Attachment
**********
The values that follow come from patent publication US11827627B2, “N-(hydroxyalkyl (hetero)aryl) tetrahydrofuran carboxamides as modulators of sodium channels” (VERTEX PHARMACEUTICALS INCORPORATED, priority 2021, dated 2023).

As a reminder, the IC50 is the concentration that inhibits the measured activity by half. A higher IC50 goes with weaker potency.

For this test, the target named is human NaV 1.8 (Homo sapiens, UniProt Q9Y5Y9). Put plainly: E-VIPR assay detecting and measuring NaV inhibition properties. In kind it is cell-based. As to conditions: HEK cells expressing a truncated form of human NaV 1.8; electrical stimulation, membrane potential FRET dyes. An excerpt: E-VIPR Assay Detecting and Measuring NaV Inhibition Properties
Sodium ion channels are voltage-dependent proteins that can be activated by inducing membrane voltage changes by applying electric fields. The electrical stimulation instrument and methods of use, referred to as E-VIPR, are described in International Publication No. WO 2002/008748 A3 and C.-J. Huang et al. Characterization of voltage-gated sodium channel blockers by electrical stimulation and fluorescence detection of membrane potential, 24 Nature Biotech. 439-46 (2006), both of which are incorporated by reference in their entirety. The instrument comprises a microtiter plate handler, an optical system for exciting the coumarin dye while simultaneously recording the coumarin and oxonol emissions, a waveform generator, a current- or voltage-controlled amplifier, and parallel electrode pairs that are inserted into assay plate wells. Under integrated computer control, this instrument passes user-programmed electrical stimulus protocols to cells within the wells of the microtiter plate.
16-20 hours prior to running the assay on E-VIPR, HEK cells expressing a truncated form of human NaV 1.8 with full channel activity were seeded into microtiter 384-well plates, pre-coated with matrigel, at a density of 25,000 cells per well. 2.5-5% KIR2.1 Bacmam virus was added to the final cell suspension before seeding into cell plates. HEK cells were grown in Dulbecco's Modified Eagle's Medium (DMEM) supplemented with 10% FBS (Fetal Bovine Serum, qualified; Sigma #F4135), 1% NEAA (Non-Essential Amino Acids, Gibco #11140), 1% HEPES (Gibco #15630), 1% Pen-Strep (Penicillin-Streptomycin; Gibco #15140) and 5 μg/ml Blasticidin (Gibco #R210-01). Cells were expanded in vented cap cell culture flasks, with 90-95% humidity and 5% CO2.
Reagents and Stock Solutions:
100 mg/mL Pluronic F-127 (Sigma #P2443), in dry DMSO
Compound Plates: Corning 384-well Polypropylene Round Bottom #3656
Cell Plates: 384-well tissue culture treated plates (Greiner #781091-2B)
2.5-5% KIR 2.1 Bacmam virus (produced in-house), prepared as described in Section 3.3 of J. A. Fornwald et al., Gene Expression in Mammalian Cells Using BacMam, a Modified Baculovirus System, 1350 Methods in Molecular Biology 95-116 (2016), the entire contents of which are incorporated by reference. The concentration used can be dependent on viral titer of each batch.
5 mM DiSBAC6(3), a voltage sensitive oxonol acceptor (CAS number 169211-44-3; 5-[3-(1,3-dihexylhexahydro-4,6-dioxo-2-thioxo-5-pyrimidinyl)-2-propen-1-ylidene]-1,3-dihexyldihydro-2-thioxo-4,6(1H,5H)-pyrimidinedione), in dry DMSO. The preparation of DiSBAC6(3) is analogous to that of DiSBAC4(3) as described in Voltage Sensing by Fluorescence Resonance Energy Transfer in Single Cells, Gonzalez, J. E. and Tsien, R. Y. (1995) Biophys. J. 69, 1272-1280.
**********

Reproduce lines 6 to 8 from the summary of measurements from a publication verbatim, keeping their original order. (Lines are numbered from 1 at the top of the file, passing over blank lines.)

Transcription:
Reagents and Stock Solutions:
100 mg/mL Pluronic F-127 (Sigma #P2443), in dry DMSO
Compound Plates: Corning 384-well Polypropylene Round Bottom #3656